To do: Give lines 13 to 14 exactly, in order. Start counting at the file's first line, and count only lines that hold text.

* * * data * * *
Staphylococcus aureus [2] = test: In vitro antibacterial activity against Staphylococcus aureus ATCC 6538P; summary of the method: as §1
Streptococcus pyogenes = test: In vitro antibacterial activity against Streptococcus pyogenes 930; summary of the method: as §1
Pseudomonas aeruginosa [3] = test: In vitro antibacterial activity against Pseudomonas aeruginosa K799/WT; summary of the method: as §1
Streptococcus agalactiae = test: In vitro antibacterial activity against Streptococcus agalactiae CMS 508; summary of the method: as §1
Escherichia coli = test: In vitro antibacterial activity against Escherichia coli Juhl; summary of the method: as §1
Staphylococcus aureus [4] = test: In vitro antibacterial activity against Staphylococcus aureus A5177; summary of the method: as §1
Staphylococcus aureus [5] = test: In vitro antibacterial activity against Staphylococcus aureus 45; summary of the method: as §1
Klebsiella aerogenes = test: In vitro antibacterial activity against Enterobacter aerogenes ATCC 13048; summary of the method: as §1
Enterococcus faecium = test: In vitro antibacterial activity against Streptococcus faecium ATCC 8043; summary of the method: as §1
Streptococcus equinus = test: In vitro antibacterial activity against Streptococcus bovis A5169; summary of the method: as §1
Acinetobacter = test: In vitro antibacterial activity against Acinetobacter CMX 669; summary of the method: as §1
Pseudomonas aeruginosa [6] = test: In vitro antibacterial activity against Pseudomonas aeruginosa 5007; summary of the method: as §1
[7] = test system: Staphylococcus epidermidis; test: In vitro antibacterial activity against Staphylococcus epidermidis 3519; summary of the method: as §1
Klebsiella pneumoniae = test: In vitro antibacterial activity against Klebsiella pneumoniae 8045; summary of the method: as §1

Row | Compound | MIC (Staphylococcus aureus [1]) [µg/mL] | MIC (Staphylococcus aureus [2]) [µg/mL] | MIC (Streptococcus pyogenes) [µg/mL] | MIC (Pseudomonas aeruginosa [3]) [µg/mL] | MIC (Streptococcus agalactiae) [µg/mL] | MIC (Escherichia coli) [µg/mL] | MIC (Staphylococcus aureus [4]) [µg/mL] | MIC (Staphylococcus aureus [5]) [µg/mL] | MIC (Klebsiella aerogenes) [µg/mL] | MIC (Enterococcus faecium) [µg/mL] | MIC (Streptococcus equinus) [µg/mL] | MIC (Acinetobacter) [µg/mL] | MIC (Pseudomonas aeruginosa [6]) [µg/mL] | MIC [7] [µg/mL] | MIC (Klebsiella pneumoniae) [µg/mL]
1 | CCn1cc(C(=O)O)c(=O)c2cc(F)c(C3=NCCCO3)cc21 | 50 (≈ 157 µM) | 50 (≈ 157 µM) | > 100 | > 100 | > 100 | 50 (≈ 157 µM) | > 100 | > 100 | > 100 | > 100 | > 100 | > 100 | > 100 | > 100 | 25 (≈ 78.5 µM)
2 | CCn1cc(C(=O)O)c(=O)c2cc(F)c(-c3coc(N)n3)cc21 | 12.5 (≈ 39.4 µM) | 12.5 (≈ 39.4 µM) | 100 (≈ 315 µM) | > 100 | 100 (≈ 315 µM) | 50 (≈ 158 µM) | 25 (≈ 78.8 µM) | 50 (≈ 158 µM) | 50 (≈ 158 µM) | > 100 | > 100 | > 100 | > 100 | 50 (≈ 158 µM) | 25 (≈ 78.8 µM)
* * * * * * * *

[7] = test system: Staphylococcus epidermidis; test: In vitro antibacterial activity against Staphylococcus epidermidis 3519; summary of the method: as §1
Klebsiella pneumoniae = test: In vitro antibacterial activity against Klebsiella pneumoniae 8045; summary of the method: as §1